As David disappeared upstairs to change his clothes, I sat the kids at the table and served them both dinner. This included the remaining cob of corn. As I was setting it down in front of Milo, it slid off the child-sized plate and landed on the floor.
Now is maybe a good time to tell you about our terrier, Oreo.
Oreo came into David’s life several years before I did and with a much more troubled past. As a result he remains, for lack of a better word, bitey. He’s also fast on his feet and always lurking near the table when the kids sit down to eat (read: drop) their food. Before I could grab the corn, Oreo was on it. He seized it between his jaws and ran around the far side of the dinner table. Milo screamed. Super loud. I grabbed Oreo by the scruff of his neck. He turned and growled at me. I knew I couldn’t rip the corn from his jaws without him biting me. However, with every minute that the corn stayed clearly in the dog’s mouth, Milo’s frustrated screams got louder.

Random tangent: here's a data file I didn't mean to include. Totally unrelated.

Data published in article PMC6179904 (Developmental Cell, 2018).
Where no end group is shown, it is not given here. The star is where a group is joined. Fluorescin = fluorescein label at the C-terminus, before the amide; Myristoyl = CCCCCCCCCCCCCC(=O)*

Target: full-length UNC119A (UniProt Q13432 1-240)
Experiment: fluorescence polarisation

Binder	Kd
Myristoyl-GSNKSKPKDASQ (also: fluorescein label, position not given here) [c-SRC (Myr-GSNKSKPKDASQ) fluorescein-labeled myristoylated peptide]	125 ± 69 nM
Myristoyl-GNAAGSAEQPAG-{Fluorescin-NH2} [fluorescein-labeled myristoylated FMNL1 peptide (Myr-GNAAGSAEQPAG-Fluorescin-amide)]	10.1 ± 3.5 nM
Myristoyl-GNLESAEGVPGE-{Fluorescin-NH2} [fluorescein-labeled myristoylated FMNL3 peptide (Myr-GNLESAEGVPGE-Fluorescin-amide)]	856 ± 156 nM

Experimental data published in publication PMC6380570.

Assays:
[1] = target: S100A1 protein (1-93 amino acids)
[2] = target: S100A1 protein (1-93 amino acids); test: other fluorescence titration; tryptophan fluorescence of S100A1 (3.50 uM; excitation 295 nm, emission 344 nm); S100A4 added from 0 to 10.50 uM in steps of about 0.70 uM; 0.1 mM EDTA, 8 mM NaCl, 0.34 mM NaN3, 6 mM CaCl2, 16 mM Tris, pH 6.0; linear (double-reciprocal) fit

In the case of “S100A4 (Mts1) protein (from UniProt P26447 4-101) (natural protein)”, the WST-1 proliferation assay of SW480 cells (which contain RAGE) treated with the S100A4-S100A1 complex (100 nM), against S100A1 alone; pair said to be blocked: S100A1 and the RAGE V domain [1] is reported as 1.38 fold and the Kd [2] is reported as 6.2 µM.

Some part—or perhaps all parts—of this situation alarmed Joey, who burst into shrieking tears of his own, reaching out his tiny arms and wailing for me to hold him. My cousin attempted to pick him up. He just screamed louder. Milo was still screaming. The dog was still fiercely growling. And now I was yelling for David to get downstairs because he is the only member of the family who can take food out of the dog’s mouth and maybe not have to get stitches as a result.